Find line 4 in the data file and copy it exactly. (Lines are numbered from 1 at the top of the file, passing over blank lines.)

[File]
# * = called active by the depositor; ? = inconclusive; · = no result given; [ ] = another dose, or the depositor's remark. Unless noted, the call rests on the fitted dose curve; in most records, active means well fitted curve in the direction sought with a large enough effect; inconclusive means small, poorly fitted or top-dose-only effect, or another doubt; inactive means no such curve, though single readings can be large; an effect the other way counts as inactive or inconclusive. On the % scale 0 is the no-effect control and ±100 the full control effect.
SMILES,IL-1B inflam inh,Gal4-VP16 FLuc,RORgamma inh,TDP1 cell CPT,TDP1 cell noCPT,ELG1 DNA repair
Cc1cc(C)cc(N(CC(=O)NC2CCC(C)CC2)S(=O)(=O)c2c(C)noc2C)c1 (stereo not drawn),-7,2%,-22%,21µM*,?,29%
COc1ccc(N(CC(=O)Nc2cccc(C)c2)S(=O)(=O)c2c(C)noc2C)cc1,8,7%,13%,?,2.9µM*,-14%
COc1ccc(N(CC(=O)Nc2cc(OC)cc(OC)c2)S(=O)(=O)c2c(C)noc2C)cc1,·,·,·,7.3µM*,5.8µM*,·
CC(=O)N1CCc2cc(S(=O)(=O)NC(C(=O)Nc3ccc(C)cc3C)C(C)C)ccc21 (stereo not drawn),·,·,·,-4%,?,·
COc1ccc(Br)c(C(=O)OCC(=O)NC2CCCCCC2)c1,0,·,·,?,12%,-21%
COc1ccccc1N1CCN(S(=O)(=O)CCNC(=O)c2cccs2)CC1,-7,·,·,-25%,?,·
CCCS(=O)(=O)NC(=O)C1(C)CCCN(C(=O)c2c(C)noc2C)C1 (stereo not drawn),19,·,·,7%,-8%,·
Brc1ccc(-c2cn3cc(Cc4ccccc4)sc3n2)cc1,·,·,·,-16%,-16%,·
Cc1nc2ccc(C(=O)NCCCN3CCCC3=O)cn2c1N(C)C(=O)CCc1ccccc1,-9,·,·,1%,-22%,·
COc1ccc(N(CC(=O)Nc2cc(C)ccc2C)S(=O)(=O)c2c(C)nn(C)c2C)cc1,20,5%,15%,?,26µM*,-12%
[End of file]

COc1ccc(N(CC(=O)Nc2cccc(C)c2)S(=O)(=O)c2c(C)noc2C)cc1,8,7%,13%,?,2.9µM*,-14%